İzmir court issues arrest warrants for 51 people in widening espionage gang probe

Arrested active duty military officers leaving İstanbul's Beşiktaş Courthouse on May 21 to be taken to a prison, pending trial, for their involvement in a military espionage gang. (Photo: Today's Zaman)

June 13, 2012, Wednesday/ 11:36:00

An İzmir court on Wednesday issued arrest warrants for 51 people, most of whom are retired and active duty officers of the Turkish Armed Forces (TSK), as part of the second wave of an operation conducted by the İzmir Police Department's Anti-Smuggling and Organized Crimes Unit against a military espionage gang.

Simultaneous operations were launched in 16 provinces early on Wednesday, with police officers in Ankara, İzmir and İstanbul searching military barracks. The İzmir Public Prosecutor's Office announced that arrest warrants had been issued for 51 people. News sources said 15 of the suspects are colonels, majors and captains. Some of the suspects were reportedly taken into custody, but news sources did not indicate how many nor their identities. The locations raided also included military housing complexes. The active duty officers for whom detention warrants were issued are allegedly serving in critical positions in the Ministry of Defense, the Land Forces Command, the Naval Forces Command and the Gülhane Military Academy of Medicine (GATA). Their names were not immediately released.

The 51 suspects are reportedly accused of involvement in a military espionage gang. The first wave of arrests against the gang members began in May, when 20 people were arrested for involvement in the gang. The arrestees stand accused of prostitution, human trafficking, blackmail, illegally obtaining military information and establishing and running a criminal organization. According to earlier news reports, the gang is headed by a 25-year-old woman who is studying at Pamukkale University in Denizli.

The gang is accused of hiring foreign women as prostitutes for military officers from whom they obtained military information and then selling that information to third parties. The gang is based in İzmir and reportedly has branches in a number of provinces, including İstanbul, Ankara, Bursa, Antalya, Muğla, Manisa, Zonguldak and Ordu.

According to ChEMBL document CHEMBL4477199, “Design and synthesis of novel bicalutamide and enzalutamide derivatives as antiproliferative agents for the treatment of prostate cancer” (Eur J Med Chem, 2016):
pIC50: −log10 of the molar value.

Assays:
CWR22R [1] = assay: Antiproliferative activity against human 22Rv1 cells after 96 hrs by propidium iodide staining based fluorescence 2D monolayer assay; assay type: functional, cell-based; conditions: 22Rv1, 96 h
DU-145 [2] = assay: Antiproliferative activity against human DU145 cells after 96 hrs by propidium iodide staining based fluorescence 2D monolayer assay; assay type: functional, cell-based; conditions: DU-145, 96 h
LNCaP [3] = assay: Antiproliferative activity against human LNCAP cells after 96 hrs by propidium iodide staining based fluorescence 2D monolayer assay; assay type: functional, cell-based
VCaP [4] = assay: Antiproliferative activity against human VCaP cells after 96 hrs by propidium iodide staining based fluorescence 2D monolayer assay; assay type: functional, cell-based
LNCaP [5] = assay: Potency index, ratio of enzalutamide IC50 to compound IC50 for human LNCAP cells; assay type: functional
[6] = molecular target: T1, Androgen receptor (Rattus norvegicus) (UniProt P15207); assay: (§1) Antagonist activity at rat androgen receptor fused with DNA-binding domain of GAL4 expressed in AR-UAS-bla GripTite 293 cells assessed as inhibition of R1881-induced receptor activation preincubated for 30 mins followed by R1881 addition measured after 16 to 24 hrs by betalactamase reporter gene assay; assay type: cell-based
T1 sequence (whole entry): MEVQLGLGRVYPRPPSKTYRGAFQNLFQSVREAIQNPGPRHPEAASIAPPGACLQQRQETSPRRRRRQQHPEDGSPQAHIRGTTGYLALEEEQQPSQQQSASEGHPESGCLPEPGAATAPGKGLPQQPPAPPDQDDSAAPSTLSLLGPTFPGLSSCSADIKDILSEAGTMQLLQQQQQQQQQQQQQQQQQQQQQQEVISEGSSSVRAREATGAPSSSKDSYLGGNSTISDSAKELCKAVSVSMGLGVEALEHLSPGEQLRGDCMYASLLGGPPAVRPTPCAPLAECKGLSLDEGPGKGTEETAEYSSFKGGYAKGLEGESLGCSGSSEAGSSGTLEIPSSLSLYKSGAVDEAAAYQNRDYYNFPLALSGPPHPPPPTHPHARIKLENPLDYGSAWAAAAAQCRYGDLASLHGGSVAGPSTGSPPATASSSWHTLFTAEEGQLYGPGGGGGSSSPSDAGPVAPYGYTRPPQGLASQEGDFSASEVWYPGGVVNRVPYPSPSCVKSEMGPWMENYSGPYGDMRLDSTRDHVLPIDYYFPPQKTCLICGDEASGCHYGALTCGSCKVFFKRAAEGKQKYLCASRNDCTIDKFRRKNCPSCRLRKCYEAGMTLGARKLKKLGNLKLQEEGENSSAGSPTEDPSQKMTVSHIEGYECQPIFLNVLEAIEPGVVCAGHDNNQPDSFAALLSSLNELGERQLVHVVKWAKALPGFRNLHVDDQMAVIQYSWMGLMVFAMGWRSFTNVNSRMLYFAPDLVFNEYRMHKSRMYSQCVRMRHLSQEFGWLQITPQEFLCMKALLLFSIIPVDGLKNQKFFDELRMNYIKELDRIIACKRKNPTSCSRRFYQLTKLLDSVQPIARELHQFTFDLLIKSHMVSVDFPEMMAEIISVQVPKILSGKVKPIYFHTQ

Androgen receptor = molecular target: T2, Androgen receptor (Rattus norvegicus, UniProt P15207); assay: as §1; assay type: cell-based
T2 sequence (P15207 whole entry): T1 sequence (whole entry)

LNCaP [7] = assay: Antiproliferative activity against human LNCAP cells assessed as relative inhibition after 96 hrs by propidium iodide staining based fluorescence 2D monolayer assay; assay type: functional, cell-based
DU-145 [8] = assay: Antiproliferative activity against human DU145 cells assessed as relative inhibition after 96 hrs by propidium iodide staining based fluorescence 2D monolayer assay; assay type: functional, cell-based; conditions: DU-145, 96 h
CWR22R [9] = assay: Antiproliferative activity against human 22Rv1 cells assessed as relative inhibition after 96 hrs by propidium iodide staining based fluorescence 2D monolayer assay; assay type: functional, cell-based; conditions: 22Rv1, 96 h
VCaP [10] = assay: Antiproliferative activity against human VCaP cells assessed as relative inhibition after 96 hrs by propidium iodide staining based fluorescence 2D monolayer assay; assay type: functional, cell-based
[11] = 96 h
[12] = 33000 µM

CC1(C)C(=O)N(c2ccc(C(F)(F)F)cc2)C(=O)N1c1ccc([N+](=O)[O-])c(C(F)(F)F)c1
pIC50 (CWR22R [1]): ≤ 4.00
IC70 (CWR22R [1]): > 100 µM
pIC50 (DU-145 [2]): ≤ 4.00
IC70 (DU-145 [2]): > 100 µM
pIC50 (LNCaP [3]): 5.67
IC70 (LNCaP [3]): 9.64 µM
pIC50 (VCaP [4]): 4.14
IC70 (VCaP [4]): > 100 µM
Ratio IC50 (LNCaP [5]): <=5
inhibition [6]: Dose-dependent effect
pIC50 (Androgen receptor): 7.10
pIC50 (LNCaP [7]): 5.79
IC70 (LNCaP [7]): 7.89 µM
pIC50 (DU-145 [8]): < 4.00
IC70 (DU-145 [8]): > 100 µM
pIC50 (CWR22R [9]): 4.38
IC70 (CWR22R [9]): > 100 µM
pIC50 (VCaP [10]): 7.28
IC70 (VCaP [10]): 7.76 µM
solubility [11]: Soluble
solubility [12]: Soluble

The investigation against the espionage gang started around a year-and-a-half ago after a specially authorized prosecutor ordered electronic and physical surveillance of the suspects.

On Wednesday, seven specially authorized prosecutors from Ankara joined police officers to supervise searches at military locations in Ankara as part of the operation against the espionage gang. The prosecutors were reportedly mobilized after the İzmir Chief Public Prosecutor’s Office asked for their support of the crackdown. In its written request to the Ankara prosecutors, the İzmir Chief Public Prosecutor’s Office said the investigation was targeting a gang that stands accused of “blackmailing, illegally obtaining personal data, establishing and running an illegal organization with the purpose of committing crime and seizing documents related to state security.” One of the locations searched in Ankara was the house of Ali Rıza Bildik, a retired colonel. Bildik was taken into custody, and taken to the Ankara Police Department for interrogation.

In İstanbul, police searched 14 locations, which allegedly belong to six active duty officers. It was not immediately clear whether the officers were taken into custody.

In the first wave of operation against the espionage gang, police discovered a large number of military documents and other materials, including CDs that showed intimate relations between military officers and foreign women hired by the gang. Police also seized confidential documents kept in military facilities dubbed the “cosmic room” and documents prepared by high-level military officers in the past that categorize members of the military according to their religious and ideological inclinations. Police also uncovered a military uniform and a military ID at the house of the suspected leader of the gang. The leader reportedly introduced herself as a noncommissioned officer to other military officers and easily had access to military facilities.

An espionage gang nested within the naval forces was discovered last year. The gang was accused of establishing a prostitution ring to extract vital state security information from high-ranking officers and senior bureaucrats through the use of blackmail for the purpose of selling sensitive information to foreign intelligence services. Currently more than 50 suspects are standing trial on charges of prostitution, espionage and blackmail.

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